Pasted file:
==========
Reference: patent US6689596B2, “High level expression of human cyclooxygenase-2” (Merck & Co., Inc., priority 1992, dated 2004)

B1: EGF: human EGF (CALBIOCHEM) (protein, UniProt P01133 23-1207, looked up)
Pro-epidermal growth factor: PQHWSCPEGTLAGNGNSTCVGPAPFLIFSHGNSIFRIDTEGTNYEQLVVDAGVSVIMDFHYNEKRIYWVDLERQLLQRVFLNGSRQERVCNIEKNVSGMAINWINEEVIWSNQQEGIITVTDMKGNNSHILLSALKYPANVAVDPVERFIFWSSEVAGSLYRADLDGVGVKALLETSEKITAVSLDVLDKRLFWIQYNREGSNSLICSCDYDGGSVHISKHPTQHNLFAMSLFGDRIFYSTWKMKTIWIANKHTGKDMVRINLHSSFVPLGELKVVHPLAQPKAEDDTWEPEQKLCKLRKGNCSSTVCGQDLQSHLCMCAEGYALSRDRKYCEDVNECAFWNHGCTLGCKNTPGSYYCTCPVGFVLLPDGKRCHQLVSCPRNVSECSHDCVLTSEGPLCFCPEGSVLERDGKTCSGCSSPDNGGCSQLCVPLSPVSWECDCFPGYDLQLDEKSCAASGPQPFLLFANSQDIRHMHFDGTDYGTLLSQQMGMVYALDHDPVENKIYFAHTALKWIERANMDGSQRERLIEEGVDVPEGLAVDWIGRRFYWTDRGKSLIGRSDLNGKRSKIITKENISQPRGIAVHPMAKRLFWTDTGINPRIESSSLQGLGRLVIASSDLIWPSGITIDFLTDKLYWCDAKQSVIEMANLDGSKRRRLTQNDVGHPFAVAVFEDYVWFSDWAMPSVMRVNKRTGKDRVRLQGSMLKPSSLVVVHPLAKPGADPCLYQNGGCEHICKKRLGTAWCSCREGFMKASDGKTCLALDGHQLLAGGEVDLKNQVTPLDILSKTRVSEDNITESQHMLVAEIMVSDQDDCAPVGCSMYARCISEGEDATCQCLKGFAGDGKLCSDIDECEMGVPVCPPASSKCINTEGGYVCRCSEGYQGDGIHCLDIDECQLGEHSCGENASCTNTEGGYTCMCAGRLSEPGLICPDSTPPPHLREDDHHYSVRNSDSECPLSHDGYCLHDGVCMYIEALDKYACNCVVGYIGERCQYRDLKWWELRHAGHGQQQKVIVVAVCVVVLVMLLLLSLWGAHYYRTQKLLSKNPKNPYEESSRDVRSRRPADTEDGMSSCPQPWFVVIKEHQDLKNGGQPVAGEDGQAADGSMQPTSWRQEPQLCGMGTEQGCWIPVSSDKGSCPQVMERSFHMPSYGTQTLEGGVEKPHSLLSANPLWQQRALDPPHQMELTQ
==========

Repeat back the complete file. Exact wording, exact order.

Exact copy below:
Reference: patent US6689596B2, “High level expression of human cyclooxygenase-2” (Merck & Co., Inc., priority 1992, dated 2004)

B1: EGF: human EGF (CALBIOCHEM) (protein, UniProt P01133 23-1207, looked up)
Pro-epidermal growth factor: PQHWSCPEGTLAGNGNSTCVGPAPFLIFSHGNSIFRIDTEGTNYEQLVVDAGVSVIMDFHYNEKRIYWVDLERQLLQRVFLNGSRQERVCNIEKNVSGMAINWINEEVIWSNQQEGIITVTDMKGNNSHILLSALKYPANVAVDPVERFIFWSSEVAGSLYRADLDGVGVKALLETSEKITAVSLDVLDKRLFWIQYNREGSNSLICSCDYDGGSVHISKHPTQHNLFAMSLFGDRIFYSTWKMKTIWIANKHTGKDMVRINLHSSFVPLGELKVVHPLAQPKAEDDTWEPEQKLCKLRKGNCSSTVCGQDLQSHLCMCAEGYALSRDRKYCEDVNECAFWNHGCTLGCKNTPGSYYCTCPVGFVLLPDGKRCHQLVSCPRNVSECSHDCVLTSEGPLCFCPEGSVLERDGKTCSGCSSPDNGGCSQLCVPLSPVSWECDCFPGYDLQLDEKSCAASGPQPFLLFANSQDIRHMHFDGTDYGTLLSQQMGMVYALDHDPVENKIYFAHTALKWIERANMDGSQRERLIEEGVDVPEGLAVDWIGRRFYWTDRGKSLIGRSDLNGKRSKIITKENISQPRGIAVHPMAKRLFWTDTGINPRIESSSLQGLGRLVIASSDLIWPSGITIDFLTDKLYWCDAKQSVIEMANLDGSKRRRLTQNDVGHPFAVAVFEDYVWFSDWAMPSVMRVNKRTGKDRVRLQGSMLKPSSLVVVHPLAKPGADPCLYQNGGCEHICKKRLGTAWCSCREGFMKASDGKTCLALDGHQLLAGGEVDLKNQVTPLDILSKTRVSEDNITESQHMLVAEIMVSDQDDCAPVGCSMYARCISEGEDATCQCLKGFAGDGKLCSDIDECEMGVPVCPPASSKCINTEGGYVCRCSEGYQGDGIHCLDIDECQLGEHSCGENASCTNTEGGYTCMCAGRLSEPGLICPDSTPPPHLREDDHHYSVRNSDSECPLSHDGYCLHDGVCMYIEALDKYACNCVVGYIGERCQYRDLKWWELRHAGHGQQQKVIVVAVCVVVLVMLLLLSLWGAHYYRTQKLLSKNPKNPYEESSRDVRSRRPADTEDGMSSCPQPWFVVIKEHQDLKNGGQPVAGEDGQAADGSMQPTSWRQEPQLCGMGTEQGCWIPVSSDKGSCPQVMERSFHMPSYGTQTLEGGVEKPHSLLSANPLWQQRALDPPHQMELTQ